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I would like to build a new ceiling on to an old slightly sagging and poorly finished ceiling (peeling paint and no joint plaster used). I see this way as more convenient and less messy than ripping off the old ceiling. I intend to screw 70mm or 90mm x 35mm (3" or 4" x "1.5") battens onto the existing ceiling joists through the old plaster. I guess this is equivalent to a false ceiling.

Although old, inadequately rated ceiling insulation already exists above the 'old' plaster I want to add newer and better rated insulation between the two ceilings. This will be held in place with metal strapping attached on the downside of the battens before the new ceiling plaster is attached.

Are there any negative aspects to having the insulation enclosed like this? - such as the creation of a moisture trap, for example.

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1 Answer 1

Adding a new drywall ceiling over an old bad, but solid surface is very common. Looking at your question, the only part of your plan I question is the use of 2X4 strapping.

I understand the need to add some extra insulation, however sandwiching it between the two layers of ceiling may not be the best idea. I'd rather you consider installing the extra insulation over the top of the old ceiling. Blow in some cellulose or roll some fiberglass batts would be a good option. There are a couple of reasons.

First; using 2X4's will lower your ceiling height an extra 3 1/2 inches if they are installed vertically to create a 3 1/2 gap for insulation. You may find it very difficult to level and attach them. You would have to use very long screws.

Second; although I don't think it would be a moisture trap for normal migration, it would be a horror show if for any reason you had a leak from above. Any water that would penetrate the ceiling would be absorbed in the middle insulation and probably foster mold and extensive water staining of your new ceiling. This situation would be impossible to fix without tearing out sections of your new ceiling.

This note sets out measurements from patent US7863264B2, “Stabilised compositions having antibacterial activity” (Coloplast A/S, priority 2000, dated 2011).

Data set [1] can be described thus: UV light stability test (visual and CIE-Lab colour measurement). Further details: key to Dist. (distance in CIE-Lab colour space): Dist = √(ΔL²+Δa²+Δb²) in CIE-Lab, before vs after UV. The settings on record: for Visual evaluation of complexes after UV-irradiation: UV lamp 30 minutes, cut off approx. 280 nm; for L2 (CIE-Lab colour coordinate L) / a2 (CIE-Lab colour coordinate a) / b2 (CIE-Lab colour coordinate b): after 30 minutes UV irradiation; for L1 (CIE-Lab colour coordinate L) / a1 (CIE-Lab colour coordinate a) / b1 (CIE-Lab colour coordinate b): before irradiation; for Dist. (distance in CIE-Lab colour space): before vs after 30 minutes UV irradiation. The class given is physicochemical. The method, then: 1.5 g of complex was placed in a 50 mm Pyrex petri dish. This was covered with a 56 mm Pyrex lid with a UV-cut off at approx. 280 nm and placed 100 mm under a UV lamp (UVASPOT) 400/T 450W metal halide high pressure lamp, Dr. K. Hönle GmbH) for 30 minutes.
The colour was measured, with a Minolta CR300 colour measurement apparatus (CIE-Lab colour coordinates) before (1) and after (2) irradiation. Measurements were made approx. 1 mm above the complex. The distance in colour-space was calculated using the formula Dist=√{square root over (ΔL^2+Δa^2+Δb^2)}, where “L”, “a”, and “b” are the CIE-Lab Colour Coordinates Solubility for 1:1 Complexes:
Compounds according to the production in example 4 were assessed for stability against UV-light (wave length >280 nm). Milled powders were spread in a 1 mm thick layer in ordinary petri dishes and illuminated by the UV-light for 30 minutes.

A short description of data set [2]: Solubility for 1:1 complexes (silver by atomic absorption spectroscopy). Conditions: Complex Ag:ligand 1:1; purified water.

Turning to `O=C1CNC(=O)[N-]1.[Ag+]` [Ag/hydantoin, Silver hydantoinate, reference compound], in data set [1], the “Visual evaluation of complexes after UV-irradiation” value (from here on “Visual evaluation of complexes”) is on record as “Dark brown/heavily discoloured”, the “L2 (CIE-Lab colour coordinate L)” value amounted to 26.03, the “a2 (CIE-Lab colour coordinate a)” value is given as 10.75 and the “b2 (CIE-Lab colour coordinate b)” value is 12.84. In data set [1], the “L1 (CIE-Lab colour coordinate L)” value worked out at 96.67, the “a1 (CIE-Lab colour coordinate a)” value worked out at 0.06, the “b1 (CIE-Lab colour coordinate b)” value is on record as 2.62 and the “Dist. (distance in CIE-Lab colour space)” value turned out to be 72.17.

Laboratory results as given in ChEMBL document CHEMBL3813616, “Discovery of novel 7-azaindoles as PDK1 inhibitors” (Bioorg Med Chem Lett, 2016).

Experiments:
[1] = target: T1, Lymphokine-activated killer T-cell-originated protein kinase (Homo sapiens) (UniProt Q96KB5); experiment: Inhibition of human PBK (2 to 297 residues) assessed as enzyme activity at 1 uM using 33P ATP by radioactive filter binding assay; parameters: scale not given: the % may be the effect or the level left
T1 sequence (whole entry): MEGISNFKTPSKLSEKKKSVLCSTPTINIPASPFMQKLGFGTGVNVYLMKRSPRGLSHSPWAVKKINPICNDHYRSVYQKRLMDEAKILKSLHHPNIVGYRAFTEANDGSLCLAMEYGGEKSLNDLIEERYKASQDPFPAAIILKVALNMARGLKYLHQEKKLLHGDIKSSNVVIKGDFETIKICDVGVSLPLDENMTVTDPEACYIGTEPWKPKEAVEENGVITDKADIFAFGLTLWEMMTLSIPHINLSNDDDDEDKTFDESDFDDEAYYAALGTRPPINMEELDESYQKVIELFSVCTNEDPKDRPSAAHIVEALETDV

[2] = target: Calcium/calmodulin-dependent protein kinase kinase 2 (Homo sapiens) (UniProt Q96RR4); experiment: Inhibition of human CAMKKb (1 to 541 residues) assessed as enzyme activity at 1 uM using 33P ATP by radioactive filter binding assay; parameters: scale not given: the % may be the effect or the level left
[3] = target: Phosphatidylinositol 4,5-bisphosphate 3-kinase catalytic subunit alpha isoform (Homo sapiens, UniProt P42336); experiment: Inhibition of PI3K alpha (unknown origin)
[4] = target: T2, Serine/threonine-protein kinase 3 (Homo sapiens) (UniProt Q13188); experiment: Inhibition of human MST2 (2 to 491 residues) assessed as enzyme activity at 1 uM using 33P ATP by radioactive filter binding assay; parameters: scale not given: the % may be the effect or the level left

This is the way we usually install a new drywall coat:

Secure any loose areas of plaster with screws or remove them.

Determine the lowest point of the ceiling. This will be the reference point for the rest of the ceiling. I use a laser and a tape measure to find the low spot and mark a reference line on the walls 2 inches below that point. You could rent a laser or buy a basic 360 degree model for around $70. The old fashion way is to use a water level or run very taught level strings.

Using 2 1/2" X 3/4" strapping, run them perpendicular to the ceiling joists at 16" on center. Shim these using tapered shingles or small wood shims to the 2" reference. (Again using your laser and tape measure) Nail these into the joists. I use 2 1/2 inch threaded nails in my framing nailer. Fill in around the parameter of the room with strapping. This procedure will give you a nice flat, secure and level grid to install your new drywall on.

Don't forget to install extension boxes for any electrical fixtures.

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Thanks for the detailed response. My thoughts about the mould too, but I did not think of the obvious, ie putting the new insulation on top of the old ceiling! The sagging is not as bad as I first thought, barely evident actually, and the use of one or two well placed screws will cure this. I'm now thinking I can create a frame in two sections and fix this to the walls - clear of the old ceiling for the most part. Shimming the middle joists, following your method, will allow a fixing point for the joined frame sections thus preventing any unlikely sagging of the new ceiling. –  Rob Sep 30 '12 at 14:08
    
If you screw or nail some strapping and do the leveling routine, the new ceiling should not sag at all, unless the joists are moving on ya. –  shirlock homes Sep 30 '12 at 16:12

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